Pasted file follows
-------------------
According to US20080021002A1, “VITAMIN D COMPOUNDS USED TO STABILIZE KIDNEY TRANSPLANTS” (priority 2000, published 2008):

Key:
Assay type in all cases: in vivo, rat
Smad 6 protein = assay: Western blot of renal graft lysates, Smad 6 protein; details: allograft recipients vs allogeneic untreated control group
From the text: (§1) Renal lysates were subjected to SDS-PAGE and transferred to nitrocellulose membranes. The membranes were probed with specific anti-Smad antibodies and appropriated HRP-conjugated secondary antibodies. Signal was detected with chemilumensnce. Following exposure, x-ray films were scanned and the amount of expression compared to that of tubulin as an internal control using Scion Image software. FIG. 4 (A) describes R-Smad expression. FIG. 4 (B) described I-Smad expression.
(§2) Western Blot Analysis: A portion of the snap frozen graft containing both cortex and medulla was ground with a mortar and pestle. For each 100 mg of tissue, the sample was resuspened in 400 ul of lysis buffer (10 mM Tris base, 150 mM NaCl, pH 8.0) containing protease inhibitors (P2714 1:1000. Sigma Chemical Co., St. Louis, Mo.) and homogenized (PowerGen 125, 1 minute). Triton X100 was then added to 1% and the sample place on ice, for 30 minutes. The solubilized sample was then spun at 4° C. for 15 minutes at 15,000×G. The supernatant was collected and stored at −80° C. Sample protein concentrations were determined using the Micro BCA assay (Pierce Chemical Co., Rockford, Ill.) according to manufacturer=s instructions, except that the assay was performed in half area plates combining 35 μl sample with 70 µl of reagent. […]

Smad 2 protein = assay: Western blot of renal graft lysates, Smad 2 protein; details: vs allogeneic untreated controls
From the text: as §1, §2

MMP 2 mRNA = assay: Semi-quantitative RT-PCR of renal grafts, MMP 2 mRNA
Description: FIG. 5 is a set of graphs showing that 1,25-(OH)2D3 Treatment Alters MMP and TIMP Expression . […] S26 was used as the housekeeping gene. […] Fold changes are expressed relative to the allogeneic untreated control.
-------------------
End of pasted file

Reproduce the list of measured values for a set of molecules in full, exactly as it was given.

According to US20080021002A1, “VITAMIN D COMPOUNDS USED TO STABILIZE KIDNEY TRANSPLANTS” (priority 2000, published 2008):

Key:
Assay type in all cases: in vivo, rat
Smad 6 protein = assay: Western blot of renal graft lysates, Smad 6 protein; details: allograft recipients vs allogeneic untreated control group
From the text: (§1) Renal lysates were subjected to SDS-PAGE and transferred to nitrocellulose membranes. The membranes were probed with specific anti-Smad antibodies and appropriated HRP-conjugated secondary antibodies. Signal was detected with chemilumensnce. Following exposure, x-ray films were scanned and the amount of expression compared to that of tubulin as an internal control using Scion Image software. FIG. 4 (A) describes R-Smad expression. FIG. 4 (B) described I-Smad expression.
(§2) Western Blot Analysis: A portion of the snap frozen graft containing both cortex and medulla was ground with a mortar and pestle. For each 100 mg of tissue, the sample was resuspened in 400 ul of lysis buffer (10 mM Tris base, 150 mM NaCl, pH 8.0) containing protease inhibitors (P2714 1:1000. Sigma Chemical Co., St. Louis, Mo.) and homogenized (PowerGen 125, 1 minute). Triton X100 was then added to 1% and the sample place on ice, for 30 minutes. The solubilized sample was then spun at 4° C. for 15 minutes at 15,000×G. The supernatant was collected and stored at −80° C. Sample protein concentrations were determined using the Micro BCA assay (Pierce Chemical Co., Rockford, Ill.) according to manufacturer=s instructions, except that the assay was performed in half area plates combining 35 μl sample with 70 µl of reagent. […]

Smad 2 protein = assay: Western blot of renal graft lysates, Smad 2 protein; details: vs allogeneic untreated controls
From the text: as §1, §2

MMP 2 mRNA = assay: Semi-quantitative RT-PCR of renal grafts, MMP 2 mRNA
Description: FIG. 5 is a set of graphs showing that 1,25-(OH)2D3 Treatment Alters MMP and TIMP Expression . […] S26 was used as the housekeeping gene. […] Fold changes are expressed relative to the allogeneic untreated control.